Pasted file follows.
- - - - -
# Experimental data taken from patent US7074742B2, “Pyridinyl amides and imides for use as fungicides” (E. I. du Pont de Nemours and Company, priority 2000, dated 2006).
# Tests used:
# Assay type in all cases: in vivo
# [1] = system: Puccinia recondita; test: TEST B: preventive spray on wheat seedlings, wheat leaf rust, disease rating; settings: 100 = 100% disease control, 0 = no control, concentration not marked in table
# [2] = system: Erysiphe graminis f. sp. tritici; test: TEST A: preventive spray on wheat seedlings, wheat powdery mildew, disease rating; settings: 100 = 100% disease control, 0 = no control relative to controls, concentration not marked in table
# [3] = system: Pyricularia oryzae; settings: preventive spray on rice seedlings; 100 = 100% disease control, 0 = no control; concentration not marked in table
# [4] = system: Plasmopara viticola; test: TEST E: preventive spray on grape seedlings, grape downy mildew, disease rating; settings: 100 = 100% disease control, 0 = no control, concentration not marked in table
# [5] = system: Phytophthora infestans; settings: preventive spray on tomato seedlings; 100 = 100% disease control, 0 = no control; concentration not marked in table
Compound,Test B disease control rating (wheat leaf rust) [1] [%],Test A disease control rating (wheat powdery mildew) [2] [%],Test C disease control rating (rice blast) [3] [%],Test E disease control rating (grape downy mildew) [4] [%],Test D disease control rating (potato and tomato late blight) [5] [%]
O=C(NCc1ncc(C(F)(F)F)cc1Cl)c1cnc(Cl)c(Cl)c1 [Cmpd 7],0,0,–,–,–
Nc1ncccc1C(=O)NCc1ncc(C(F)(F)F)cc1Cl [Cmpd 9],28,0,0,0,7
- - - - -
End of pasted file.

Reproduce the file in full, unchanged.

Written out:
# Experimental data taken from patent US7074742B2, “Pyridinyl amides and imides for use as fungicides” (E. I. du Pont de Nemours and Company, priority 2000, dated 2006).
# Tests used:
# Assay type in all cases: in vivo
# [1] = system: Puccinia recondita; test: TEST B: preventive spray on wheat seedlings, wheat leaf rust, disease rating; settings: 100 = 100% disease control, 0 = no control, concentration not marked in table
# [2] = system: Erysiphe graminis f. sp. tritici; test: TEST A: preventive spray on wheat seedlings, wheat powdery mildew, disease rating; settings: 100 = 100% disease control, 0 = no control relative to controls, concentration not marked in table
# [3] = system: Pyricularia oryzae; settings: preventive spray on rice seedlings; 100 = 100% disease control, 0 = no control; concentration not marked in table
# [4] = system: Plasmopara viticola; test: TEST E: preventive spray on grape seedlings, grape downy mildew, disease rating; settings: 100 = 100% disease control, 0 = no control, concentration not marked in table
# [5] = system: Phytophthora infestans; settings: preventive spray on tomato seedlings; 100 = 100% disease control, 0 = no control; concentration not marked in table
Compound,Test B disease control rating (wheat leaf rust) [1] [%],Test A disease control rating (wheat powdery mildew) [2] [%],Test C disease control rating (rice blast) [3] [%],Test E disease control rating (grape downy mildew) [4] [%],Test D disease control rating (potato and tomato late blight) [5] [%]
O=C(NCc1ncc(C(F)(F)F)cc1Cl)c1cnc(Cl)c(Cl)c1 [Cmpd 7],0,0,–,–,–
Nc1ncccc1C(=O)NCc1ncc(C(F)(F)F)cc1Cl [Cmpd 9],28,0,0,0,7